During our hour long conversation I moved from the sitting room floor to the balcony to the sofa and finally to my bed like a lovestruck teenager attached to a 1990s landline. My fraudster asked if I’d recently fallen head-over-heels for the flavour-of-the-moment scam carried out by the Post Office: the institution who, after heroically transporting little wrapped moments of hope and relief up and down the country during lockdown, have had their name helplessly embroiled in this series of miserable deliverances. He was here to help me, my fraudster, my funny valentine, to rescue me from the financial chaos that was unfolding in my account as we spoke. One payment, he said, had been made at a ladies wear retail outlet I’d never heard of. I looked up the brand online and found it curious that the ‘scammer’ had chosen to spend a very particular amount of my money in a way that was almost modest. I looked through the site’s sequinned tops and fawn skirts and started to visualise them, this Liverpudlian shopper (he told me the transactions were being made from Liverpool), wondering if they had been hankering after this bundle of clothes for a long time or had an event lined up that they were happy they could finally feel fabulous at. I relayed this stream of imaginings to my fraudster. He told me to “bear with him” which was one of his favourite lines.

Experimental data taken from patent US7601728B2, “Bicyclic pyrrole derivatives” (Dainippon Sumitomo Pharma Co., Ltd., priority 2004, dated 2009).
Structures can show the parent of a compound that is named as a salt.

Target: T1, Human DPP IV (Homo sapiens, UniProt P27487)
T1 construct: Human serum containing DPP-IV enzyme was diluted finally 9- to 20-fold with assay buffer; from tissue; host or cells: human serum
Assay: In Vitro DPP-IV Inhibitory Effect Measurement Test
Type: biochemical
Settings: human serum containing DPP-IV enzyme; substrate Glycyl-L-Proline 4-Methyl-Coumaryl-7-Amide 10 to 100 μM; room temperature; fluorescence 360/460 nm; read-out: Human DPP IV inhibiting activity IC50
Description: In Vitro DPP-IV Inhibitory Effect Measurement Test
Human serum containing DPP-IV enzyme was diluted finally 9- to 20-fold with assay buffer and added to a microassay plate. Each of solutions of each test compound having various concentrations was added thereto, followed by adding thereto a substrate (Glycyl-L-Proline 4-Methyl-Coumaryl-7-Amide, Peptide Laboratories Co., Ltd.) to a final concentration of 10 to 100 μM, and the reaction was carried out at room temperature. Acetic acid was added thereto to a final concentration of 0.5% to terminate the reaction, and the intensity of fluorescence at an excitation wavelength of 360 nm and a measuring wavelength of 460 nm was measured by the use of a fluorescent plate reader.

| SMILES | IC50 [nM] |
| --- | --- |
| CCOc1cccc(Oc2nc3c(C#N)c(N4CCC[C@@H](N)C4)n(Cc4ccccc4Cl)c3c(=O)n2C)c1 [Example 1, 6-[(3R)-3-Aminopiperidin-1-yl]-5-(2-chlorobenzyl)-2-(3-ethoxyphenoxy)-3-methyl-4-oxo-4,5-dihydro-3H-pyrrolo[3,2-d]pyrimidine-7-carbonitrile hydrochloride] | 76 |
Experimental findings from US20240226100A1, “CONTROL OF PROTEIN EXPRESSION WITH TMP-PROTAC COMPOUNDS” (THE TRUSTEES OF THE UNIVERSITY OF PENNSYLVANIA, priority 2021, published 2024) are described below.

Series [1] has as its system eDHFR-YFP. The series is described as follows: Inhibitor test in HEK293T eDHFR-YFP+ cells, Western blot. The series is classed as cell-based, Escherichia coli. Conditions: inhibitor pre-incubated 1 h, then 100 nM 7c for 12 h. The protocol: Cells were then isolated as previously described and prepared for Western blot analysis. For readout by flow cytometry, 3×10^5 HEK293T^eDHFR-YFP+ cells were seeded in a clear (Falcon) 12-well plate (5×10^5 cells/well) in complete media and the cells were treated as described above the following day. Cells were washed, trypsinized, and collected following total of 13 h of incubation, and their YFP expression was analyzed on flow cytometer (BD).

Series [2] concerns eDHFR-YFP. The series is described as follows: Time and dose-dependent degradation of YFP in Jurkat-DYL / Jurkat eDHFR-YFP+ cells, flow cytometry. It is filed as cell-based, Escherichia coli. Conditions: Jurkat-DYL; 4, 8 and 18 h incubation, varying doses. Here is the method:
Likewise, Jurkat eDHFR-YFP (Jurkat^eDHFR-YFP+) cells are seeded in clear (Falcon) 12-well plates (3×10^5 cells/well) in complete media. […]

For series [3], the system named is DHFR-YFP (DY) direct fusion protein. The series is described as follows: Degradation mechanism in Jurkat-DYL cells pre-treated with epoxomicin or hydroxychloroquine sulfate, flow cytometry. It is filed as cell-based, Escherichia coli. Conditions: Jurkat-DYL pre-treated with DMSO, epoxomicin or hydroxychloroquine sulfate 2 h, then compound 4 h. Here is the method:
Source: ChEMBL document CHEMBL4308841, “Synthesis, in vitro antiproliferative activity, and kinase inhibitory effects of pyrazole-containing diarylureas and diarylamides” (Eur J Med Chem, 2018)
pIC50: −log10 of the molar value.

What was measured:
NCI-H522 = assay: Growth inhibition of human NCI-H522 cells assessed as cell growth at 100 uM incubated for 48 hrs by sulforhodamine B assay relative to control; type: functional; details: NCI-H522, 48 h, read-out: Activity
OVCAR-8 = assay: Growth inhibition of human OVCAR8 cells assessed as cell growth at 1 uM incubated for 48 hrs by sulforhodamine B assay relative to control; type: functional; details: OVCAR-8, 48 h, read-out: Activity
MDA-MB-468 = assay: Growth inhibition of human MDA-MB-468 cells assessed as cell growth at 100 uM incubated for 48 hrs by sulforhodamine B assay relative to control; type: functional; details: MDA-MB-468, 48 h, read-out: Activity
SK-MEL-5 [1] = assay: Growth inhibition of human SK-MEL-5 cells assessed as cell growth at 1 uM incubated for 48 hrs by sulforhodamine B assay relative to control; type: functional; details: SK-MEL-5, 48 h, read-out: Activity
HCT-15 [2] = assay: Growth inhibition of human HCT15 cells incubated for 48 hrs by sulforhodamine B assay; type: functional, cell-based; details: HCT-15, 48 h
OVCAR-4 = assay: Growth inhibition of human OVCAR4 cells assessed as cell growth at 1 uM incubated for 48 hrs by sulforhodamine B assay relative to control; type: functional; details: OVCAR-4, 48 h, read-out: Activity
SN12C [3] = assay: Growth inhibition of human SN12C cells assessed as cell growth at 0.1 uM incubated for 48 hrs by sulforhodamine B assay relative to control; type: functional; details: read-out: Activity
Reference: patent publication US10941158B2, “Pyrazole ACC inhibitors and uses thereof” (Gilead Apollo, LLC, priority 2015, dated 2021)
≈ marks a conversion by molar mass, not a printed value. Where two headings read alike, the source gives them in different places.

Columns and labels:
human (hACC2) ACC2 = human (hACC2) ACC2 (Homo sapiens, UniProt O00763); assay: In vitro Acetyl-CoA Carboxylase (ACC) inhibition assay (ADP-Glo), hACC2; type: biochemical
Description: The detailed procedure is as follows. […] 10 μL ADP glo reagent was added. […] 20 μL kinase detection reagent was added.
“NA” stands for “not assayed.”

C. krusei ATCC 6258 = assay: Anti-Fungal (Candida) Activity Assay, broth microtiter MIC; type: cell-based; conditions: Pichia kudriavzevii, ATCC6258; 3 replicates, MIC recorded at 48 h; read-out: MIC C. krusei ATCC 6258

There’s one moment that I find particularly hard to think back on. A pivotal point where the game was raised. As the fraudster - Aaron Mutwande, by the way, was his ‘name’, and seeing as he has mine and every detail of my life I feel no shame in writing it (though pretty annoyed that it’s definitely a pseudonym) - listed off more and more extravagant transactions being made, I asked how the payments could even go through when I didn’t actually have enough money for them. A short pause. “There’s not enough in this account for those transactions?”. “No”, I replied. A whip of a matador red flag came back at me: “Is there another account they could be transferring from?” followed by my knife-in-the-bulls-neck reply: “could they be moving money over from my savings account?”. After a brief pause there was breathless leap into action from Aaron. He would, of course, need access to my savings account too. I had instinctive moments of panic that I ignored all the way through the call. I cross referenced the phone number he rang on and it linked up to a company that used my bank’s name. I told Aaron that my confidence was shaken and he ran through the motions of confidently reassuring me that he was helping. I even asked, completely directly and with only a little bit of my tongue in my cheek, whether he, in fact, within all this, was a scammer? A dense moment of silence on the end of the line before a defensive and definitive answer arrived back. “No”. The amazing thing is that it turns out a scammer won’t actually admit they’re a scammer to you whilst in the process scamming you. And the beautiful thing about lies is they work so flawlessly when delivered to people who want to believe them.